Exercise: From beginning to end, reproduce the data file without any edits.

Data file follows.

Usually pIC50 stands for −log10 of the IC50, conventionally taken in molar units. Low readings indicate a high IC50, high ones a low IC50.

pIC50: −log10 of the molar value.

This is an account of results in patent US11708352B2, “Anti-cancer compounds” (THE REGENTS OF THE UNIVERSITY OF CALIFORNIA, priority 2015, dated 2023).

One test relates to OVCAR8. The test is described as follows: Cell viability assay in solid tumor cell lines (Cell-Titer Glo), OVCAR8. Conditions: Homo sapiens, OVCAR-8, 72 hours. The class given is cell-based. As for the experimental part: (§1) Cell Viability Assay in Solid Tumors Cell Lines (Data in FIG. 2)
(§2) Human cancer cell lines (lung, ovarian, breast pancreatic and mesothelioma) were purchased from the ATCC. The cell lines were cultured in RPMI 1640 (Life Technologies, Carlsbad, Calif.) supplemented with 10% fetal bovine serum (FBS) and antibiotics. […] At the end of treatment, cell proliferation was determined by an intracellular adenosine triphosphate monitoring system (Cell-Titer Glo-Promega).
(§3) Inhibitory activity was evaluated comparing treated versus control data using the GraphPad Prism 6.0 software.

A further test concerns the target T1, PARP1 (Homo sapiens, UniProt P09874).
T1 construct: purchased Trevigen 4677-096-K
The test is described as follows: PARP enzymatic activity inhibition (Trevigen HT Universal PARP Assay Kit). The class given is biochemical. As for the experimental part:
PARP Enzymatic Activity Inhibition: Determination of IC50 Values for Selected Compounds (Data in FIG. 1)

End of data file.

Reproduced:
Usually pIC50 stands for −log10 of the IC50, conventionally taken in molar units. Low readings indicate a high IC50, high ones a low IC50.

pIC50: −log10 of the molar value.

This is an account of results in patent US11708352B2, “Anti-cancer compounds” (THE REGENTS OF THE UNIVERSITY OF CALIFORNIA, priority 2015, dated 2023).

One test relates to OVCAR8. The test is described as follows: Cell viability assay in solid tumor cell lines (Cell-Titer Glo), OVCAR8. Conditions: Homo sapiens, OVCAR-8, 72 hours. The class given is cell-based. As for the experimental part: (§1) Cell Viability Assay in Solid Tumors Cell Lines (Data in FIG. 2)
(§2) Human cancer cell lines (lung, ovarian, breast pancreatic and mesothelioma) were purchased from the ATCC. The cell lines were cultured in RPMI 1640 (Life Technologies, Carlsbad, Calif.) supplemented with 10% fetal bovine serum (FBS) and antibiotics. […] At the end of treatment, cell proliferation was determined by an intracellular adenosine triphosphate monitoring system (Cell-Titer Glo-Promega).
(§3) Inhibitory activity was evaluated comparing treated versus control data using the GraphPad Prism 6.0 software.

A further test concerns the target T1, PARP1 (Homo sapiens, UniProt P09874).
T1 construct: purchased Trevigen 4677-096-K
The test is described as follows: PARP enzymatic activity inhibition (Trevigen HT Universal PARP Assay Kit). The class given is biochemical. As for the experimental part:
PARP Enzymatic Activity Inhibition: Determination of IC50 Values for Selected Compounds (Data in FIG. 1)